- Project awards, mergers and acquisitions activity, and company earnings are all down by close to 30 per cent
- Average daily oil prices down by 46.9 per cent during first half of 2015
- Investor confidence has been subdued this year
Economic activity in the GCC fell by just under 30 per cent during the first half of 2015, according to three key metrics.
The value of contracts awarded during the first half of 2015 in the GCC fell by 26 per cent when compared with the same period in 2014, according to data from regional projects tracker MEED Projects. The total value of awards during the first half of 2015 was $75bn, down from $102bn in the first six months of 2014.
MEED reported in May that the projects market was underperforming in 2015 when compared with 2014.
There are two other data points that have shown a similar decline in economic activity. Total mergers and acquisitions (M&A) activity targeting the region dropped 29.4 per cent to $18.9bn in the first half of 2015, according to data from UK-based Mergermarket.
The value of deals is the lowest since 2009 and, according to the report, signals a lack of confidence in home markets. Domestic activity also fell by 52 per cent to $9.1bn.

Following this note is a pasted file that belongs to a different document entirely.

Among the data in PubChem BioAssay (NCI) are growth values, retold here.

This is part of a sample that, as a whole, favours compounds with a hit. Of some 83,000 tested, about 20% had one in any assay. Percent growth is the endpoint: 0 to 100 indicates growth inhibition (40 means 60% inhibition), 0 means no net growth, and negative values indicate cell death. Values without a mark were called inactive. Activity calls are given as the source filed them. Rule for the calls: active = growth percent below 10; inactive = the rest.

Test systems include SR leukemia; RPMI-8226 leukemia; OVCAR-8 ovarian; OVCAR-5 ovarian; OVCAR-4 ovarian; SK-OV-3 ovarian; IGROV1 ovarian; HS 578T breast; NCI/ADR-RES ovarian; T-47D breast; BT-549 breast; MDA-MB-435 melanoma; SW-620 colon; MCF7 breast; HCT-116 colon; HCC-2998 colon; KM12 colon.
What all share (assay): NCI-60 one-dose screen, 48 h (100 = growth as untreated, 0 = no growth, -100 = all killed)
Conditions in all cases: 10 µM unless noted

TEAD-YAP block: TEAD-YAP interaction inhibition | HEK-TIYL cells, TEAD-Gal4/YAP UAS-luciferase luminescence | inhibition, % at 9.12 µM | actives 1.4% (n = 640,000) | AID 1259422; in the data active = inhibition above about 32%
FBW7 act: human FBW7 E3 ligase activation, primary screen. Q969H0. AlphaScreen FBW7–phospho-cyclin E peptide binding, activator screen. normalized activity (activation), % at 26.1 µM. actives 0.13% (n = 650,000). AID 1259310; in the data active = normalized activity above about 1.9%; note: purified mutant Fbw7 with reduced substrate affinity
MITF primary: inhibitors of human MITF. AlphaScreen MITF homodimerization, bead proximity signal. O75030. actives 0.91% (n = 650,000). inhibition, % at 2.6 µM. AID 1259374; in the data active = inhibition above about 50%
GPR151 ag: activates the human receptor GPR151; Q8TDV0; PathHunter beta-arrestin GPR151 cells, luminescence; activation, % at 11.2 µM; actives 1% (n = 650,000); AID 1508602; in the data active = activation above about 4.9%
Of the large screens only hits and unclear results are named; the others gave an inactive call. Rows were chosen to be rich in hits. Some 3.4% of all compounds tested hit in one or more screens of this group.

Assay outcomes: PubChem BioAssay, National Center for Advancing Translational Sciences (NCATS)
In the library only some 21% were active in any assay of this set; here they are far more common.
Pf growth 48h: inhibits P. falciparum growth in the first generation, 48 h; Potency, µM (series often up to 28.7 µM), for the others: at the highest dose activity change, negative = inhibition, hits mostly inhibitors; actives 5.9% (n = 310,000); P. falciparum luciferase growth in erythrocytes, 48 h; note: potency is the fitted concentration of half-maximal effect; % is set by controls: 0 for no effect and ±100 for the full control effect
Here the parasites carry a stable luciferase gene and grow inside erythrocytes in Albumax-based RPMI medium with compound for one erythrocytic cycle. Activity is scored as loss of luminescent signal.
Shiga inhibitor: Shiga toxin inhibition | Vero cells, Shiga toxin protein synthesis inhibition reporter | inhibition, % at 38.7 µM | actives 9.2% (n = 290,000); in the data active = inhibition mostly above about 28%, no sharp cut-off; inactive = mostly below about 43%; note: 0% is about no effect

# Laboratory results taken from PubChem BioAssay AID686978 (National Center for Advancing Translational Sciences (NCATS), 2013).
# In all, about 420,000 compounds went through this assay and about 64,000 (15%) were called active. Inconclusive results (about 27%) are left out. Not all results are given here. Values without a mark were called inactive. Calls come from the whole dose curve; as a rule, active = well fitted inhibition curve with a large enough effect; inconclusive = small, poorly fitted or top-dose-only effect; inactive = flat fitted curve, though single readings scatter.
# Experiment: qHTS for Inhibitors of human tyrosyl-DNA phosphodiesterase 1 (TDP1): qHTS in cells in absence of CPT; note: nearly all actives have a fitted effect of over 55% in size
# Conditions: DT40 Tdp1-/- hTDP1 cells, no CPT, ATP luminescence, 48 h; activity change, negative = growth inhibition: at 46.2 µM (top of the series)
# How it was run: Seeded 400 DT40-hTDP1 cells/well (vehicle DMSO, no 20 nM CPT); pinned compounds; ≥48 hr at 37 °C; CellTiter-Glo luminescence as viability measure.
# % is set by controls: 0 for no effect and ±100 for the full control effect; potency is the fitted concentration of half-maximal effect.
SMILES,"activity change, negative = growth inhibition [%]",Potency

Expectations for earning on the Saudi Stock Exchange (Tadawul) also suggest a near 30 per cent drop in economic activity. The localAl-Rajhi Capital Research anticipates earnings for the companies it covers to dip 27 per cent year-on-year for the second quarter of 2015.
The firm says the market has been weighed down by the petrochemicals sector, which is expected to report near 34 per cent lower earnings on account of weak product prices and shutdowns at various operations.
The three metrics have outperformed oil prices. According to the US Energy Information Administration, the average daily spot price for Brent Crude was $57.82 a barrel during the first half of 2015, down 46.9 per cent on the average daily price of $108.93 during the first half of 2014.
Riyadhs oil options
When oil prices started to fall from their high peaks of $114 a barrel in June 2014, many analysts expected Middle East oil producers to start slashing output in order to drive prices back up.
Most Opec members assumed that Riyadh, the great swing producer, would cut its oil production from 9.4 million barrels a day (b/d) by anything up to 1 million b/d or more.
They were wrong. Opec, led by Saudi Arabia, continued to pump oil at record levels. And the groups decision on 28 November to maintain production at 30 million b/d, a level set in December 2011, when producers were concerned that rising oil prices might derail the global economic recovery, sent oil markets into freefall. Read more